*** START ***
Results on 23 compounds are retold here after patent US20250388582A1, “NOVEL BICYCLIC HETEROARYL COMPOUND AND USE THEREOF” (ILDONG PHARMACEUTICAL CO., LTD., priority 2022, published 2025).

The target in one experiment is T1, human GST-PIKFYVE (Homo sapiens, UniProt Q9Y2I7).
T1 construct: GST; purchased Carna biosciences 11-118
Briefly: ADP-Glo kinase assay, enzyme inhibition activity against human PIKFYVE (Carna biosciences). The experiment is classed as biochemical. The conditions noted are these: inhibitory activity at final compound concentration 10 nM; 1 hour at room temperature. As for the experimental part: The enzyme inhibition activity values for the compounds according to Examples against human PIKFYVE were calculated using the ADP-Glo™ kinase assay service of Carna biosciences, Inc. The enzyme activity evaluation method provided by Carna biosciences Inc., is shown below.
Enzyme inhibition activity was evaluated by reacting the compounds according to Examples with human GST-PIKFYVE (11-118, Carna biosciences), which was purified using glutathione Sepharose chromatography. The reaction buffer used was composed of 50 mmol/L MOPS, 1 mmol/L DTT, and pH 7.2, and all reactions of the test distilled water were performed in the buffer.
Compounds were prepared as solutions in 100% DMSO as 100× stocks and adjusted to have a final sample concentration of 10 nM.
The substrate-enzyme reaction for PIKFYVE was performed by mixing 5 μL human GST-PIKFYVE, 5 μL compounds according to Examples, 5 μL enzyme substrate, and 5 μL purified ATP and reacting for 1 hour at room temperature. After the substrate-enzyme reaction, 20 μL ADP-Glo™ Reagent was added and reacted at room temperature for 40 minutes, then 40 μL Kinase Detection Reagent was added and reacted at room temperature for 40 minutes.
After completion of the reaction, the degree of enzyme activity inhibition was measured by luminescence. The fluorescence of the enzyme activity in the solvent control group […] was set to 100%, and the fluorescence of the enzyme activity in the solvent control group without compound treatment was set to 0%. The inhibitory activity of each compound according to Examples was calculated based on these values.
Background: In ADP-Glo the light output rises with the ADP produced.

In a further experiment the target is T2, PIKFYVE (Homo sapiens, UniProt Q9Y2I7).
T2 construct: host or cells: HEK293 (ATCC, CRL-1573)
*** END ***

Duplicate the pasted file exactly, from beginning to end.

Results on 23 compounds are retold here after patent US20250388582A1, “NOVEL BICYCLIC HETEROARYL COMPOUND AND USE THEREOF” (ILDONG PHARMACEUTICAL CO., LTD., priority 2022, published 2025).

The target in one experiment is T1, human GST-PIKFYVE (Homo sapiens, UniProt Q9Y2I7).
T1 construct: GST; purchased Carna biosciences 11-118
Briefly: ADP-Glo kinase assay, enzyme inhibition activity against human PIKFYVE (Carna biosciences). The experiment is classed as biochemical. The conditions noted are these: inhibitory activity at final compound concentration 10 nM; 1 hour at room temperature. As for the experimental part: The enzyme inhibition activity values for the compounds according to Examples against human PIKFYVE were calculated using the ADP-Glo™ kinase assay service of Carna biosciences, Inc. The enzyme activity evaluation method provided by Carna biosciences Inc., is shown below.
Enzyme inhibition activity was evaluated by reacting the compounds according to Examples with human GST-PIKFYVE (11-118, Carna biosciences), which was purified using glutathione Sepharose chromatography. The reaction buffer used was composed of 50 mmol/L MOPS, 1 mmol/L DTT, and pH 7.2, and all reactions of the test distilled water were performed in the buffer.
Compounds were prepared as solutions in 100% DMSO as 100× stocks and adjusted to have a final sample concentration of 10 nM.
The substrate-enzyme reaction for PIKFYVE was performed by mixing 5 μL human GST-PIKFYVE, 5 μL compounds according to Examples, 5 μL enzyme substrate, and 5 μL purified ATP and reacting for 1 hour at room temperature. After the substrate-enzyme reaction, 20 μL ADP-Glo™ Reagent was added and reacted at room temperature for 40 minutes, then 40 μL Kinase Detection Reagent was added and reacted at room temperature for 40 minutes.
After completion of the reaction, the degree of enzyme activity inhibition was measured by luminescence. The fluorescence of the enzyme activity in the solvent control group […] was set to 100%, and the fluorescence of the enzyme activity in the solvent control group without compound treatment was set to 0%. The inhibitory activity of each compound according to Examples was calculated based on these values.
Background: In ADP-Glo the light output rises with the ADP produced.

In a further experiment the target is T2, PIKFYVE (Homo sapiens, UniProt Q9Y2I7).
T2 construct: host or cells: HEK293 (ATCC, CRL-1573)